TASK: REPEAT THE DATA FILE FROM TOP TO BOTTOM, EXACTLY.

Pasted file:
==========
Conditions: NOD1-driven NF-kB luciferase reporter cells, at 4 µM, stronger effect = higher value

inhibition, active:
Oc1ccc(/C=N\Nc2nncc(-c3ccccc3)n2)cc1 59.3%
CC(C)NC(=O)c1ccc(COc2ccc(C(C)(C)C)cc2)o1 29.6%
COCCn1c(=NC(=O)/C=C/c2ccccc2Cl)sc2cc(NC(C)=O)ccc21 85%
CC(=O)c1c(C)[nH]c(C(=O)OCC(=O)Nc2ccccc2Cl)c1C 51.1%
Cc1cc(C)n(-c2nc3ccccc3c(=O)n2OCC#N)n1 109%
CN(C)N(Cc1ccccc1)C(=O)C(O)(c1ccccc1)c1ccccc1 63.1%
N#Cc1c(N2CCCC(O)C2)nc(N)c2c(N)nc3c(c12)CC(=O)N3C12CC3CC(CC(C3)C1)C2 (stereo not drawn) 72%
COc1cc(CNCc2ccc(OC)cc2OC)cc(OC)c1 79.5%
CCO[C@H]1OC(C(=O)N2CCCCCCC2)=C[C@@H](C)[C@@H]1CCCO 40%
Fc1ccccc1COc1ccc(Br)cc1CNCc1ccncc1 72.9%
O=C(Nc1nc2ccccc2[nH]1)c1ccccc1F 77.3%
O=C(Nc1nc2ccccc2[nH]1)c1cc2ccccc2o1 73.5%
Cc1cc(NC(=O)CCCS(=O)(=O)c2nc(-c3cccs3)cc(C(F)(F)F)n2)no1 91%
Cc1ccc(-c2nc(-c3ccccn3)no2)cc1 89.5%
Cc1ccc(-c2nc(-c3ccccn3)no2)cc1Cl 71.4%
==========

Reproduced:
Conditions: NOD1-driven NF-kB luciferase reporter cells, at 4 µM, stronger effect = higher value

inhibition, active:
Oc1ccc(/C=N\Nc2nncc(-c3ccccc3)n2)cc1 59.3%
CC(C)NC(=O)c1ccc(COc2ccc(C(C)(C)C)cc2)o1 29.6%
COCCn1c(=NC(=O)/C=C/c2ccccc2Cl)sc2cc(NC(C)=O)ccc21 85%
CC(=O)c1c(C)[nH]c(C(=O)OCC(=O)Nc2ccccc2Cl)c1C 51.1%
Cc1cc(C)n(-c2nc3ccccc3c(=O)n2OCC#N)n1 109%
CN(C)N(Cc1ccccc1)C(=O)C(O)(c1ccccc1)c1ccccc1 63.1%
N#Cc1c(N2CCCC(O)C2)nc(N)c2c(N)nc3c(c12)CC(=O)N3C12CC3CC(CC(C3)C1)C2 (stereo not drawn) 72%
COc1cc(CNCc2ccc(OC)cc2OC)cc(OC)c1 79.5%
CCO[C@H]1OC(C(=O)N2CCCCCCC2)=C[C@@H](C)[C@@H]1CCCO 40%
Fc1ccccc1COc1ccc(Br)cc1CNCc1ccncc1 72.9%
O=C(Nc1nc2ccccc2[nH]1)c1ccccc1F 77.3%
O=C(Nc1nc2ccccc2[nH]1)c1cc2ccccc2o1 73.5%
Cc1cc(NC(=O)CCCS(=O)(=O)c2nc(-c3cccs3)cc(C(F)(F)F)n2)no1 91%
Cc1ccc(-c2nc(-c3ccccn3)no2)cc1 89.5%
Cc1ccc(-c2nc(-c3ccccn3)no2)cc1Cl 71.4%